You might love the taste of seaweed, but only enjoy it in your dishes when you dine out. The unusual-looking packages of dried plants may appear more intimidating than intriguing, but it doesn't have to be this way. Once you get the lay of the land -- or sea -- you'll be perfectly prepped to whip up your own seaweed-starred dishes at home.
Here's the break down:
Nori is the flaky, green seaweed used as a wrap for sushi. It's often used in miso soup and as a garnish on salads and fish. It usually comes toasted, sold in full sheets for sushi wrapping and snack-sized sheets to eat like chips.
Try nori at home. Get the Tuna Tartare With Nori Chips recipe by Blogging Over Thyme here.
This little sea vegetable is the kind you'll typically find in seaweed salad and some miso soups. It is subtly sweet in taste and can be very flavorful. Wakame is generally sold dried and, when rehydrated, is incredibly absorbent; it grows in volume when added to liquid.
Try wakame at home. Get the Sunomono recipe from by Just One Cookbook here.
Kombu is commonly used as a main ingredient in a savory Japanese soup stock called dashi. It is also referred to as konbu, dashima or plain old kelp and is commonly sold dehydrated in thick, hard pieces.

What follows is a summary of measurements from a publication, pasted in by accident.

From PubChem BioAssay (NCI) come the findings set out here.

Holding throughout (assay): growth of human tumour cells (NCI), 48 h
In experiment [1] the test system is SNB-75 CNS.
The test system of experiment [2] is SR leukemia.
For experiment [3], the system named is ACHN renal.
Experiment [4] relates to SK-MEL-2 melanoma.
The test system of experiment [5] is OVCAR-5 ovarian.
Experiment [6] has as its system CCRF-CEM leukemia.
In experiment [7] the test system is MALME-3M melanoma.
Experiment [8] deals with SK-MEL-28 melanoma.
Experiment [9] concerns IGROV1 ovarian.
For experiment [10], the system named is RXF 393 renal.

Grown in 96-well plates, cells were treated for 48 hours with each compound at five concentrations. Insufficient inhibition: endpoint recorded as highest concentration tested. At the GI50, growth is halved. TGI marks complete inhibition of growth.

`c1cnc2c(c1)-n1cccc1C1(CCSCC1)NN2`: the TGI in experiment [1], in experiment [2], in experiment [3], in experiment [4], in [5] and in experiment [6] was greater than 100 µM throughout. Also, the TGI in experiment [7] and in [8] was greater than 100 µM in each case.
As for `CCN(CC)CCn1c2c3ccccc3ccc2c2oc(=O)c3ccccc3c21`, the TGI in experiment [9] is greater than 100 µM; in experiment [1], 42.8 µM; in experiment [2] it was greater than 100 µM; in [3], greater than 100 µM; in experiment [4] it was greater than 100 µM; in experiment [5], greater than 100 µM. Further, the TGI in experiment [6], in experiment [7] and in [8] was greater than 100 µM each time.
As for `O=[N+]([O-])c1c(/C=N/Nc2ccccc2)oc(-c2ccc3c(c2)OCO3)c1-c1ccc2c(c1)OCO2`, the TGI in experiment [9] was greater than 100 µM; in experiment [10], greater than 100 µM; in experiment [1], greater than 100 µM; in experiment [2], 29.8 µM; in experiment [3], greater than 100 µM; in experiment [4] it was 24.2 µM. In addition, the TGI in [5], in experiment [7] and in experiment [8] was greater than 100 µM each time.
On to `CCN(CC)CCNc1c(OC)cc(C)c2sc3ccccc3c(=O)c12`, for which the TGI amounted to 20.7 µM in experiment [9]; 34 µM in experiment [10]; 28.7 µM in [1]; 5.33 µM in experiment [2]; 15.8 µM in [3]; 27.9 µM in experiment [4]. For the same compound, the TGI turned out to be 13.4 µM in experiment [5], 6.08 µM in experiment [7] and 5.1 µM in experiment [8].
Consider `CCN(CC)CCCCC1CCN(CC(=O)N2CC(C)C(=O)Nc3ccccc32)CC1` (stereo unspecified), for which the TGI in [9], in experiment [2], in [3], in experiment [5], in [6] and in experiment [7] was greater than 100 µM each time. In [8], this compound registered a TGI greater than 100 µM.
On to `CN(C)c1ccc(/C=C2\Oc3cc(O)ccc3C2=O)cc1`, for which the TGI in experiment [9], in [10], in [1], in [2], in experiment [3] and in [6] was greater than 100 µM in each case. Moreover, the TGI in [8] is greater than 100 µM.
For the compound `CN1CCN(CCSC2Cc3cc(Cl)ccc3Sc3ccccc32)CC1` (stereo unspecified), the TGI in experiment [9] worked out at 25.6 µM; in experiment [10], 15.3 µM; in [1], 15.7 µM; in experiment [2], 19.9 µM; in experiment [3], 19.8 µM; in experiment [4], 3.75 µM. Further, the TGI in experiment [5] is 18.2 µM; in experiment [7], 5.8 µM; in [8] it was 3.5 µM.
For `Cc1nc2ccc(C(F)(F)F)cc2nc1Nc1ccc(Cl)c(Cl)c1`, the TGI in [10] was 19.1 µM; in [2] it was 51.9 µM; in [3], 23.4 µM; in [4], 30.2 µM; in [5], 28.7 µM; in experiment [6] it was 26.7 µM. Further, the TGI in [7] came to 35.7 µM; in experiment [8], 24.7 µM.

Try kombu at home. Get the Shoyu Ramen With Roasted Pork Belly recipe from Citrus and Candy.
Dulse, also called sea lettuce flakes, is a red sea vegetable grown on the Atlantic Coast. It's commonly used in soups and stir-frys and eaten toasted as a crispy snack.
Try dulse at home. Get the Dulse Popcorn recipe from Veggie Wedgie here.
Arame might be the most distinct-looking seaweed of this bunch. It comes in dark brown string-like pieces and has a semi-sweet flavor. Like the others, arame is sold dehydrated and can be revived with liquid. It's incredibly versatile: top in on salads or sautée it in stir-frys and rice dishes.
Try arame at home. Get the Arame And Edamame Salad recipe from The Healthy Foodie here.
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